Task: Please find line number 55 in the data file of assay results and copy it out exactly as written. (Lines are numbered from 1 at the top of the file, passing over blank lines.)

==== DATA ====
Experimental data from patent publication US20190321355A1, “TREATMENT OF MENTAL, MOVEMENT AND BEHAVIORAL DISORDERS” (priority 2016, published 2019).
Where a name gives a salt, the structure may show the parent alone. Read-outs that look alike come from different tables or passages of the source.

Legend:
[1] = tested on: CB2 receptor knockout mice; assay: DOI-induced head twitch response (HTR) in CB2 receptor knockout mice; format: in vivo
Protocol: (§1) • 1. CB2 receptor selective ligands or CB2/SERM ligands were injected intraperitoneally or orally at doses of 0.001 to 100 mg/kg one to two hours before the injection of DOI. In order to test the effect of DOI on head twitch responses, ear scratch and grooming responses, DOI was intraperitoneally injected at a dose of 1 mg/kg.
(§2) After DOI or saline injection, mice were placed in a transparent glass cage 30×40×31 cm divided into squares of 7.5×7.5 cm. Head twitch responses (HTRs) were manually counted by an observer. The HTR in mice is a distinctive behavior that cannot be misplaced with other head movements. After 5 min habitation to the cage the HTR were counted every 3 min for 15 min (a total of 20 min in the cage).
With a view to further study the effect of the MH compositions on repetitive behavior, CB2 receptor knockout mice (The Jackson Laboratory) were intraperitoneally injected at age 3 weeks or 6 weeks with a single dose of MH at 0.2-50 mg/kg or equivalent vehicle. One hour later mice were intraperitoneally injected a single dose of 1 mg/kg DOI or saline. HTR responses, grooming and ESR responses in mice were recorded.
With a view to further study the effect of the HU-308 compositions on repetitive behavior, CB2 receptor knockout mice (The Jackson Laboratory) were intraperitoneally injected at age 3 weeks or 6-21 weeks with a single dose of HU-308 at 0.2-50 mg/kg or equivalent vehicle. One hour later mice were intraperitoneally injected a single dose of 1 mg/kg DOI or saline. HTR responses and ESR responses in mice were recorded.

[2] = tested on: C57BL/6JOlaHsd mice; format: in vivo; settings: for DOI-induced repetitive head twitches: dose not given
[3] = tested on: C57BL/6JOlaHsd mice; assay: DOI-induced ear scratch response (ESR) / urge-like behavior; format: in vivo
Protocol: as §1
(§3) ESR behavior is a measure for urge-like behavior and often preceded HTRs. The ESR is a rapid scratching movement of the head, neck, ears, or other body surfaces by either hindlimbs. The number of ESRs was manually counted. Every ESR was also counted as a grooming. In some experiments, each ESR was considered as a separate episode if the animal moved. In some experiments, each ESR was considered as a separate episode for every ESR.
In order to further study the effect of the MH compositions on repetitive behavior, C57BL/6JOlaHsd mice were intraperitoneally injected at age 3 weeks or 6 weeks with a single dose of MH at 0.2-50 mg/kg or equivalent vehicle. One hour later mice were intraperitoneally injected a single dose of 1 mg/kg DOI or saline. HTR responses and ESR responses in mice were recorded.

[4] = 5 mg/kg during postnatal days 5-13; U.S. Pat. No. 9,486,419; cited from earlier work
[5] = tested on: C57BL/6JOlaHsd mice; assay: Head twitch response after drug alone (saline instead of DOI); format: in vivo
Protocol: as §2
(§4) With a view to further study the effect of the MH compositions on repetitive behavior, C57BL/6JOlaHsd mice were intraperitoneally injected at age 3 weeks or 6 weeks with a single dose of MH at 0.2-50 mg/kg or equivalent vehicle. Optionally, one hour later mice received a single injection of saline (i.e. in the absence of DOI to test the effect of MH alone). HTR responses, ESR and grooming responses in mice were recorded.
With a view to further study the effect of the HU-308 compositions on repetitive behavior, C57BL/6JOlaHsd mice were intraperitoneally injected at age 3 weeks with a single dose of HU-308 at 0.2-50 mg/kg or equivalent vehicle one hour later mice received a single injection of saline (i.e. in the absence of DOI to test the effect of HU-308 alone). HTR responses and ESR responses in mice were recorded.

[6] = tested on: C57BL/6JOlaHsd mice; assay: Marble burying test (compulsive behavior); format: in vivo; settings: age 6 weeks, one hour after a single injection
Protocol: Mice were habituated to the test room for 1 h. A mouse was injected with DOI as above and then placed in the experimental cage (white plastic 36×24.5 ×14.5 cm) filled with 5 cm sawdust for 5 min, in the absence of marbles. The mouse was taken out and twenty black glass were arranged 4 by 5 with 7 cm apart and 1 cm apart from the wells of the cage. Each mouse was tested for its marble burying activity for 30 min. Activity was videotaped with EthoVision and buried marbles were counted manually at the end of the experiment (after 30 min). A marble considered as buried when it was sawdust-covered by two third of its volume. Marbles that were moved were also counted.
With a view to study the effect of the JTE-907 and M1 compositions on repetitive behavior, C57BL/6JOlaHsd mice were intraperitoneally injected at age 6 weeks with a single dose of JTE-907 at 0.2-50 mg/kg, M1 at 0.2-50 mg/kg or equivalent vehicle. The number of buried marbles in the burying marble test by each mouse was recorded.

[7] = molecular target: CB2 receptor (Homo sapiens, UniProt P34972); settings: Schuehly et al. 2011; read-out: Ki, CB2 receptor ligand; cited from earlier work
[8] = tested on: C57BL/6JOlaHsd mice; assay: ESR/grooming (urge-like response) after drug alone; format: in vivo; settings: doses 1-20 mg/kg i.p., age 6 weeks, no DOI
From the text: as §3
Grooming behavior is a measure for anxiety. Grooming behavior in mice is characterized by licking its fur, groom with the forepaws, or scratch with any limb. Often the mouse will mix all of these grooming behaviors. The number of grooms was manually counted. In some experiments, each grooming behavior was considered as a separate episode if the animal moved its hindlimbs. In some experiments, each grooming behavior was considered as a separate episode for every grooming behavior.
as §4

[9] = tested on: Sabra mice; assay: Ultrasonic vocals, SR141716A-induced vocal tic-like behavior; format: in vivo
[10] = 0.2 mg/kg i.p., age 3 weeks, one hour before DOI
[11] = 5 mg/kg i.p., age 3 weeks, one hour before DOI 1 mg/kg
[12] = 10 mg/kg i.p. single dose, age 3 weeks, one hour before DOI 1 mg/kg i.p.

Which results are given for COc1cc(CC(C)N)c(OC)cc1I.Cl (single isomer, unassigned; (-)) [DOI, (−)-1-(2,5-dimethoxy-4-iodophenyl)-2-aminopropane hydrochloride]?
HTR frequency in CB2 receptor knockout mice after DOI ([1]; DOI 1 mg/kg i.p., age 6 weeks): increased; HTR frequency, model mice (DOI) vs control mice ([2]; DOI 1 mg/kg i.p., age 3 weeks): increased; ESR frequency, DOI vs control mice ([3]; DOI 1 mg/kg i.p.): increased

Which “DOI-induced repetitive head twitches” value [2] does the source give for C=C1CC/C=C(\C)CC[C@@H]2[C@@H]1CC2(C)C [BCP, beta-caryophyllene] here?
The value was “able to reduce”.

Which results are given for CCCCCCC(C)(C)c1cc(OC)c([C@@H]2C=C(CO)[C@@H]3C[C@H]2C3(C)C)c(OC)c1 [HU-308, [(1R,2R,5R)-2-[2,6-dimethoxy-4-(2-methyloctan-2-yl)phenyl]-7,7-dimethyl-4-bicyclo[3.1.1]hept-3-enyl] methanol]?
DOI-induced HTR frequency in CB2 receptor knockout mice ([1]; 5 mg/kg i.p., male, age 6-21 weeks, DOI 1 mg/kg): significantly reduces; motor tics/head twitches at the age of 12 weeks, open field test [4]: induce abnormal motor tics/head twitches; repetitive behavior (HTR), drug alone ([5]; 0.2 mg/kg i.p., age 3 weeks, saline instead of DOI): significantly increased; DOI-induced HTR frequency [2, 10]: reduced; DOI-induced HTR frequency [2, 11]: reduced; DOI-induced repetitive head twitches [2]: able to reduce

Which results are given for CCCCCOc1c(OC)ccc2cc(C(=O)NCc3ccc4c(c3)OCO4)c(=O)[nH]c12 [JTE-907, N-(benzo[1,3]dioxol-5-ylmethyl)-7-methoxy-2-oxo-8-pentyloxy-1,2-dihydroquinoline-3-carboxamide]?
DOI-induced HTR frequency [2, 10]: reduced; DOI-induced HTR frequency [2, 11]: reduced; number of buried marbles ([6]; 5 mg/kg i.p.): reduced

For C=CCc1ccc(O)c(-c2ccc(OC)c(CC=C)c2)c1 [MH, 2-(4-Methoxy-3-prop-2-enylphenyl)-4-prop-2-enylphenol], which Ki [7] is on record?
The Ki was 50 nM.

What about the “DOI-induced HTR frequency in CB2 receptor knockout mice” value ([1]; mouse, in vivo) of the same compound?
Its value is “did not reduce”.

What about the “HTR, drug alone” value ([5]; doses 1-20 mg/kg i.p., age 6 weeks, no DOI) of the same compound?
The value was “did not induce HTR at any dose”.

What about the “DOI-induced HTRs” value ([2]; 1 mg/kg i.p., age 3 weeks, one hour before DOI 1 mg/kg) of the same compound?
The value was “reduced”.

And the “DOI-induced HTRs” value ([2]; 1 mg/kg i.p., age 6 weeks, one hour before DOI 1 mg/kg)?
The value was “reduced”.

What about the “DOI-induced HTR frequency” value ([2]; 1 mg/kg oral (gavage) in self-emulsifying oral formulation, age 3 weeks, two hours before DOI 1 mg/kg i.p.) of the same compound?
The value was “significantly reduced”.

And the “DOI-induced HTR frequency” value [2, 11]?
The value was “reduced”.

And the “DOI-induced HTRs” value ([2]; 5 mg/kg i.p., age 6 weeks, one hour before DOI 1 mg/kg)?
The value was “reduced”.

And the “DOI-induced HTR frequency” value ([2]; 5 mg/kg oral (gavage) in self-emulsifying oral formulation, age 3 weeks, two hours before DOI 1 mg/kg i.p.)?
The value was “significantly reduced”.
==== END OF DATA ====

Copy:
And the “DOI-induced HTR frequency” value ([2]; 5 mg/kg oral (gavage) in self-emulsifying oral formulation, age 3 weeks, two hours before DOI 1 mg/kg i.p.)?